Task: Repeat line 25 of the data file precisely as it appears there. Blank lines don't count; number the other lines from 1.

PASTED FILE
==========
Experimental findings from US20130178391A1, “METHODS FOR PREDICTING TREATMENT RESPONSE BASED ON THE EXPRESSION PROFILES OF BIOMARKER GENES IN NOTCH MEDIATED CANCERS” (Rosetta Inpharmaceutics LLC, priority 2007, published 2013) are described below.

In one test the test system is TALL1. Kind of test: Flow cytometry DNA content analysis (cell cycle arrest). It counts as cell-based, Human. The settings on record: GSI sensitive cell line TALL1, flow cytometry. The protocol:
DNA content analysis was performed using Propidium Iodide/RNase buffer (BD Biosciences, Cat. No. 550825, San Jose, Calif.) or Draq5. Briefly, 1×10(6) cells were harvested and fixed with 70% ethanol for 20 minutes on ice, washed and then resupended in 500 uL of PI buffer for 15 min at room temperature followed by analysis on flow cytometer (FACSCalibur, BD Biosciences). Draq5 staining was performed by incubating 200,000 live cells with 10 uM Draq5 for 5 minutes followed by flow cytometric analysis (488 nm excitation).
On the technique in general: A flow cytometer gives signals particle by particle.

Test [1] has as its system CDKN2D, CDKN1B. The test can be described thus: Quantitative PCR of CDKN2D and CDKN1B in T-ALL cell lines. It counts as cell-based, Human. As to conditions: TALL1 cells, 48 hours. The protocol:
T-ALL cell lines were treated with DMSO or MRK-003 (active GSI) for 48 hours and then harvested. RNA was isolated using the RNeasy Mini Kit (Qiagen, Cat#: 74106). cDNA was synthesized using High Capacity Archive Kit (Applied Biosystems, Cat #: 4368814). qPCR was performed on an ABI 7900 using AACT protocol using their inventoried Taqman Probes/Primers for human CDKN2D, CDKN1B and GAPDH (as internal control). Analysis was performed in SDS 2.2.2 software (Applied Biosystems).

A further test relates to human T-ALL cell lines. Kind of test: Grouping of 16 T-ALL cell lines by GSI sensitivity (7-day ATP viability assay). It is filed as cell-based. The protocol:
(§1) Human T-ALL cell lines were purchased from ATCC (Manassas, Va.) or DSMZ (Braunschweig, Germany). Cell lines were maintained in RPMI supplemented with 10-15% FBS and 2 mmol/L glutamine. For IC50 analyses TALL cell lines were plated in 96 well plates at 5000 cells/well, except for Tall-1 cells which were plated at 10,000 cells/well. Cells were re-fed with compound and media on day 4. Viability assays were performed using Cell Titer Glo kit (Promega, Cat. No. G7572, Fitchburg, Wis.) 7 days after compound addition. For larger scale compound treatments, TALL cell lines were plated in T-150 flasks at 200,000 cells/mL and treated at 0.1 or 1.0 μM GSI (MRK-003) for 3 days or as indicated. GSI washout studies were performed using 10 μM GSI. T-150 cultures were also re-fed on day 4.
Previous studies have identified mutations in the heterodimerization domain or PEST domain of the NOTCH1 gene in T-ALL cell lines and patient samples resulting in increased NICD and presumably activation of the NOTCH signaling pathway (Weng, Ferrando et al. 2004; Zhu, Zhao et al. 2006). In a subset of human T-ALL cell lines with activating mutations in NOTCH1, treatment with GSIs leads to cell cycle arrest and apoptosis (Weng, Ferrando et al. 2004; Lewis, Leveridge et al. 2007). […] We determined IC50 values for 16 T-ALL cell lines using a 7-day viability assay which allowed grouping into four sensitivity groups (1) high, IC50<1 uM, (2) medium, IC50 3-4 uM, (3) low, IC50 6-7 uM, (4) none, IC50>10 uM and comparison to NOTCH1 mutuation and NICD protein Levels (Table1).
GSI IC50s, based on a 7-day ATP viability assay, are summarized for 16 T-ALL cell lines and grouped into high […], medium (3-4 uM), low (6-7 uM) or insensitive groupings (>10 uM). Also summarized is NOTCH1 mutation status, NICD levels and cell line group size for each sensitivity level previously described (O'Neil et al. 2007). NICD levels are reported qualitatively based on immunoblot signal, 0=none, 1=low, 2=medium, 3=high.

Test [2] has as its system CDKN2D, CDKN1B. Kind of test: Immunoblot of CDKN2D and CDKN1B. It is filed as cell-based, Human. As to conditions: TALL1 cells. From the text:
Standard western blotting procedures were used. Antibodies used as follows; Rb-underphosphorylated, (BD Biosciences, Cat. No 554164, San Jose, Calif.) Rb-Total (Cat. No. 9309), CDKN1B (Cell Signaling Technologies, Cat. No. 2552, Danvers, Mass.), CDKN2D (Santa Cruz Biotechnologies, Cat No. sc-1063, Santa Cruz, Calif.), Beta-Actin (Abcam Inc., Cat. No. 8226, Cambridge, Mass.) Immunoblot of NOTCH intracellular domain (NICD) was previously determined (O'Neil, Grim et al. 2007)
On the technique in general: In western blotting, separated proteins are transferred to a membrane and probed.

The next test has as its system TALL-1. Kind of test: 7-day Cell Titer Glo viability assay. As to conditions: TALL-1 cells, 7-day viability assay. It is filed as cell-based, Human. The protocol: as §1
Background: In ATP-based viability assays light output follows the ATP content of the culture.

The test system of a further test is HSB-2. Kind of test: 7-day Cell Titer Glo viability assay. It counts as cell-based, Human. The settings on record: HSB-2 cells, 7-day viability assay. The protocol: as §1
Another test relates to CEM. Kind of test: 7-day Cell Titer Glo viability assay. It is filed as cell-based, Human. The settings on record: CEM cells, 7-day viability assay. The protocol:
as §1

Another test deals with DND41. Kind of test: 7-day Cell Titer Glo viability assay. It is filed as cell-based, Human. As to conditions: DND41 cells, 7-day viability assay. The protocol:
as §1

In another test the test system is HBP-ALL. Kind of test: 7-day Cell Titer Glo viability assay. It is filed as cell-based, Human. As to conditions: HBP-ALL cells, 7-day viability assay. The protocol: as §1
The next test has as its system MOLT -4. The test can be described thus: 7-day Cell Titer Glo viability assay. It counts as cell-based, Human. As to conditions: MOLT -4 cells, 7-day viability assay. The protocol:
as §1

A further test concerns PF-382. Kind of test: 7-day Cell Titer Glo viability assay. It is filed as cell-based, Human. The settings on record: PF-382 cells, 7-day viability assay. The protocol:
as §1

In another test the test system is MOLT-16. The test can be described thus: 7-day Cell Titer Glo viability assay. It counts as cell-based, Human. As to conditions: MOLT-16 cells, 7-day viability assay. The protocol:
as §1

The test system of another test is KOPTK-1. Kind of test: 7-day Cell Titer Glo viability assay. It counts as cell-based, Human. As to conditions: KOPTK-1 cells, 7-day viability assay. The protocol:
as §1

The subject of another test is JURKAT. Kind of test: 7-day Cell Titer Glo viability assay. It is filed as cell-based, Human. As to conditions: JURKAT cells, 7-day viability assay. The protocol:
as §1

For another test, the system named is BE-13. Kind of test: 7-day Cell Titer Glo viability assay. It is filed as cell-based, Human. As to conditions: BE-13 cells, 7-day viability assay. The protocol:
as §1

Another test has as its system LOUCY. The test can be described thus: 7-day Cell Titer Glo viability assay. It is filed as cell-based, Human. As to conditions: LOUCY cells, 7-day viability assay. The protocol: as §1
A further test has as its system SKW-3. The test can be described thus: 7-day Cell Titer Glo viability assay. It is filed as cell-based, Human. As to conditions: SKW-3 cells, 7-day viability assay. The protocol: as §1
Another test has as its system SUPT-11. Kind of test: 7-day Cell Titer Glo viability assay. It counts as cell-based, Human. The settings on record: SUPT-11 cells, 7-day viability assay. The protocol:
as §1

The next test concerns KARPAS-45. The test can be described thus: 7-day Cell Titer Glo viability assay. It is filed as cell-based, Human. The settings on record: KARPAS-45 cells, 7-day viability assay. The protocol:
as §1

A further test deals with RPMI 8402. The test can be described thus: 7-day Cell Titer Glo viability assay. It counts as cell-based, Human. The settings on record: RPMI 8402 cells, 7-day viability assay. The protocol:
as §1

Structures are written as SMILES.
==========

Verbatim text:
as §1